Money is a perennial stress point for education leaders, but the pandemic has made budget needs even more urgent. Studies suggest it could take upwards of $600 billion to bring students back academically from learning disruptions over the last three years, and ongoing student absenteeism can hamstring district efforts to stabilize funding.
The most recent data from the National Center for Education Statistics suggest districts and states have been spending more on average per student across a wide array of instruction and student supports since 2019. Total per-pupil spending rose from $13,395 before the pandemic to $13,489 in 2020, the most recent year available. But average daily attendance, which is used to calculate federal and state funding for schools, fell in 14 states during that time; New Mexico saw the largest drop at 2.4 percent.
Overall, post-pandemic research analyses suggest that for every $1,000 more that schools spend per student, student graduation rate improve by nearly 2 percentage points and their likelihood of going to college increases by more than 2.6 percentage points. But these results take sustained investment over four years or more to bear fruit. And districts so far aren’t spending the average $2,400 per student they’re getting in federal emergency relief money quickly and sustainably enough to avoid a funding cliff in 2024, according to an ongoing study by Georgetown University’s Edunomics Lab.
The Georgetown study and other studies discussed at the Association for Public Policy Analysis and Management conference in Washington, D.C., earlier this month highlighted ways school and district leaders can rethink parent contributions and staff supports to both stretch budgets and ensure equity for all students.
Scrutinize parent funding and distribute it evenly
Northwestern University economist Claire Mackevicius has been tracking the ways parent booster groups can deepen inequities in school budgets. Mackevicius tracked the fundraising contributions of 600 parent-teacher associations and other booster groups in Illinois. On average, these boosters raised nearly $119 per student, but the top 20 percent of them raised nearly $300 per student—accounting in some cases for an additional 10 percent of school budgets.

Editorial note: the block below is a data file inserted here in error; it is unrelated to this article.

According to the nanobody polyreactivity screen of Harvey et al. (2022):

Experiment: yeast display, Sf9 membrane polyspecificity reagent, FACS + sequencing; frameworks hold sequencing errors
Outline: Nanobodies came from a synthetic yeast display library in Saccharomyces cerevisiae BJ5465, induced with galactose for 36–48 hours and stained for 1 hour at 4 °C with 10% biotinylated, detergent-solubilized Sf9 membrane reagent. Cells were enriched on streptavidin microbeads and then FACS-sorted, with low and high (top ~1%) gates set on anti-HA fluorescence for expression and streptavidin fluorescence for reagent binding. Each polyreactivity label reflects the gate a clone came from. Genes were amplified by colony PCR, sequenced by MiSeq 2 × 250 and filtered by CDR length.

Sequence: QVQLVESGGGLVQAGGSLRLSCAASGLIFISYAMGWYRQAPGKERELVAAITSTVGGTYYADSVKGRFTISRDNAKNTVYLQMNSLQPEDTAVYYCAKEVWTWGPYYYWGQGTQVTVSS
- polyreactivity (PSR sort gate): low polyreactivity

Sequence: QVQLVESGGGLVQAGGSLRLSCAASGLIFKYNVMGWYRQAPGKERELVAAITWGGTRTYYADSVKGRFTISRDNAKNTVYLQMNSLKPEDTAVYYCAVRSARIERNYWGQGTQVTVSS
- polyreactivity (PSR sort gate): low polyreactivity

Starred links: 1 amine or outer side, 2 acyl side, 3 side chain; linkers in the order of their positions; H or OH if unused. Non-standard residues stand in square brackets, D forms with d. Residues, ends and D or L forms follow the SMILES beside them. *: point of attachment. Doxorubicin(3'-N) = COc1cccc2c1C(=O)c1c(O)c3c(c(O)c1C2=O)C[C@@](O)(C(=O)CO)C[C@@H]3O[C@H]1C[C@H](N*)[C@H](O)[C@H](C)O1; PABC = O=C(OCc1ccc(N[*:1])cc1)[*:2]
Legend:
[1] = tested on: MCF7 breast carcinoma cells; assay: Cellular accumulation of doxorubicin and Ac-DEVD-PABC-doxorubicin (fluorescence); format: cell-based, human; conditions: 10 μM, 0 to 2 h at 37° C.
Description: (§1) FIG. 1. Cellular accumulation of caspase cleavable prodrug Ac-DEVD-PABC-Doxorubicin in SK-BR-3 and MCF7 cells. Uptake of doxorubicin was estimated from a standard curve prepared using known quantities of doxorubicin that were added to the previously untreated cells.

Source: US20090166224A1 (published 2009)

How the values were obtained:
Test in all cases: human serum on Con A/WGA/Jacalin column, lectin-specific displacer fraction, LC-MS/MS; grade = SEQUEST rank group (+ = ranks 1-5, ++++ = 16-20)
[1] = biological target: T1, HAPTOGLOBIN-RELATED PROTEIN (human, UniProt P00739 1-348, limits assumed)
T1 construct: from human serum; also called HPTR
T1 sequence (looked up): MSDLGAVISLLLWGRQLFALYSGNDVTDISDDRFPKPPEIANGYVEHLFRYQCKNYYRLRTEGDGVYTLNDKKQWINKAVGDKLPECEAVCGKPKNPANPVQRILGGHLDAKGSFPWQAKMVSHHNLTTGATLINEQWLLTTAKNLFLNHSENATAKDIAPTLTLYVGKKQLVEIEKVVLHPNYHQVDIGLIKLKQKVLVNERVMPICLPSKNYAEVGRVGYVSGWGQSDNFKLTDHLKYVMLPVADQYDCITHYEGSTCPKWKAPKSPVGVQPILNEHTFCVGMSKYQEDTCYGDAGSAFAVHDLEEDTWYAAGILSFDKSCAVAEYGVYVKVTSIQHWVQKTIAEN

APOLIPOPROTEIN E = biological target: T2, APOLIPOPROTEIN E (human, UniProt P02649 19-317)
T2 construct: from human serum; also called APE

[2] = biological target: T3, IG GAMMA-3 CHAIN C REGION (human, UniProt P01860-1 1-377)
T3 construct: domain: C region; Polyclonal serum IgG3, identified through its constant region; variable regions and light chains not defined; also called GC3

All told, in 2017 alone these parent boosters raised more than $35 million in K-12 school spending. While the boosters themselves filed taxes, Mackevicius found parent-raised money is generally not taken into account in overall district budgeting, and parent-booster money overwhelmingly went to wealthier and whiter schools. For example, 40 percent of schools in the wealthiest quarter received supplemental funding from parent organizations, while the poorest quarter of schools had only a 2 percent chance of having parent-booster fundraising.
Similarly, the schools serving the highest concentrations of white students had parent boosters that raised $200 to $500 per student, compared to $80 per student in the schools serving the highest populations or students of color.
“It really kind of raises the question of what are you raising money for? Are you raising money because there’s this thing you really want to buy ... or are you raising money because this is how you have a voice in the system?” said Nora Gordon, an economist and public policy professor at Georgetown University.
District leaders can encourage more equitable approaches to school fundraising. For example, parent-teacher associations in Evanston/Skokie School District 65 in Illinois pool their fundraising and work together to reduce spending gaps among schools.
Consider teacher licensure support
Staffing remains the biggest share of school budgets, and teacher shortages in areas like math, reading, and special education have driven up staffing costs in many districts. During the pandemic, many states waived licensure exams and created emergency teaching licenses to fill those gaps.
One new study suggests districts need to invest in these new teachers to make them into a permanent talent pool, rather than a temporary solution.
Andrew Bacher-Hicks and colleagues at Boston University analyzed Massachusetts teacher licensure records after June 2020, when the state created emergency licenses that required teachers only to have a bachelor’s degree and waived teaching exam requirements. Nearly 1 in 5 new teachers in the state since 2020 came into the field using an emergency license, they found, and three times as many Black and Hispanic new teachers have entered the field through an emergency route rather than the traditional licensure.
As a result, Bacher-Hicks found Black and Hispanic students are now 12 percentage points more likely to have a teacher of their same racial or ethnic background.
“Nearly 6,000 individuals earned an emergency license in Massachusetts in its first year. So it plays an important role in preventing additional shortages that could have occurred to the workforce,” Bacher-Hicks said. “The problem is that this is only temporary. So we want to maintain some of the benefits that we’ve seen through the emergency license, because we need these teachers to stick around.”
He found teachers with emergency licenses report that their biggest barriers to obtaining full licensure are not having time to complete the requirements, and not being able to pass the state licensure test. Schools can help keep teachers long term by providing time within their schedules to study for their full licenses, and teacher-coaches can help monitor new teachers’ progress.